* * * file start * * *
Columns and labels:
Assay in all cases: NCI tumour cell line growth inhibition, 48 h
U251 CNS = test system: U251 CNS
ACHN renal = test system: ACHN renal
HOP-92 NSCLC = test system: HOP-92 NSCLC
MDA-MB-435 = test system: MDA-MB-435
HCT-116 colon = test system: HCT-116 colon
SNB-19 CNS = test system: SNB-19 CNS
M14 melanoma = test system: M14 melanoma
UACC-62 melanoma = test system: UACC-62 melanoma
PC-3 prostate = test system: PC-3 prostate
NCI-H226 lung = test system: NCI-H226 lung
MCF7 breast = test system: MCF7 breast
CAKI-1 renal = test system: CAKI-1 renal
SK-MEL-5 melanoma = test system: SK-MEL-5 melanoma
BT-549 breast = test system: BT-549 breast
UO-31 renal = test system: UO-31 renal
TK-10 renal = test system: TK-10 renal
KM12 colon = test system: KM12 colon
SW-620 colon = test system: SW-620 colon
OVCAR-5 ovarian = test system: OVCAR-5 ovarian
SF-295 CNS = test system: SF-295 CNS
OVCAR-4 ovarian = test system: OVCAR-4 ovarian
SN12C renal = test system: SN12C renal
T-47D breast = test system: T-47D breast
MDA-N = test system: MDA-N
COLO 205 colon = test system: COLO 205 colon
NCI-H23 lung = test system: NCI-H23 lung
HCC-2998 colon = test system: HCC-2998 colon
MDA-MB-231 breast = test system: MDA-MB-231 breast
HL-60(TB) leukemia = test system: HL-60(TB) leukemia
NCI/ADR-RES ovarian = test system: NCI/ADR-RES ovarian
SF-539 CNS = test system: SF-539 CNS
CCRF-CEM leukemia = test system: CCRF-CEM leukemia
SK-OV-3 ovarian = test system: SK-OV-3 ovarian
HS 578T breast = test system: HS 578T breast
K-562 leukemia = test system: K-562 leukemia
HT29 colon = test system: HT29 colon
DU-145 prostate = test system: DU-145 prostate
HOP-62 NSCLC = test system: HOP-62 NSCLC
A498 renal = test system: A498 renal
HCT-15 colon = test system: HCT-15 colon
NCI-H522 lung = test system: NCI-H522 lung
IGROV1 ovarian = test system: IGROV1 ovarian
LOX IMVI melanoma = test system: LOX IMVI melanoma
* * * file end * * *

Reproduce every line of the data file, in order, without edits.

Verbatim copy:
Columns and labels:
Assay in all cases: NCI tumour cell line growth inhibition, 48 h
U251 CNS = test system: U251 CNS
ACHN renal = test system: ACHN renal
HOP-92 NSCLC = test system: HOP-92 NSCLC
MDA-MB-435 = test system: MDA-MB-435
HCT-116 colon = test system: HCT-116 colon
SNB-19 CNS = test system: SNB-19 CNS
M14 melanoma = test system: M14 melanoma
UACC-62 melanoma = test system: UACC-62 melanoma
PC-3 prostate = test system: PC-3 prostate
NCI-H226 lung = test system: NCI-H226 lung
MCF7 breast = test system: MCF7 breast
CAKI-1 renal = test system: CAKI-1 renal
SK-MEL-5 melanoma = test system: SK-MEL-5 melanoma
BT-549 breast = test system: BT-549 breast
UO-31 renal = test system: UO-31 renal
TK-10 renal = test system: TK-10 renal
KM12 colon = test system: KM12 colon
SW-620 colon = test system: SW-620 colon
OVCAR-5 ovarian = test system: OVCAR-5 ovarian
SF-295 CNS = test system: SF-295 CNS
OVCAR-4 ovarian = test system: OVCAR-4 ovarian
SN12C renal = test system: SN12C renal
T-47D breast = test system: T-47D breast
MDA-N = test system: MDA-N
COLO 205 colon = test system: COLO 205 colon
NCI-H23 lung = test system: NCI-H23 lung
HCC-2998 colon = test system: HCC-2998 colon
MDA-MB-231 breast = test system: MDA-MB-231 breast
HL-60(TB) leukemia = test system: HL-60(TB) leukemia
NCI/ADR-RES ovarian = test system: NCI/ADR-RES ovarian
SF-539 CNS = test system: SF-539 CNS
CCRF-CEM leukemia = test system: CCRF-CEM leukemia
SK-OV-3 ovarian = test system: SK-OV-3 ovarian
HS 578T breast = test system: HS 578T breast
K-562 leukemia = test system: K-562 leukemia
HT29 colon = test system: HT29 colon
DU-145 prostate = test system: DU-145 prostate
HOP-62 NSCLC = test system: HOP-62 NSCLC
A498 renal = test system: A498 renal
HCT-15 colon = test system: HCT-15 colon
NCI-H522 lung = test system: NCI-H522 lung
IGROV1 ovarian = test system: IGROV1 ovarian
LOX IMVI melanoma = test system: LOX IMVI melanoma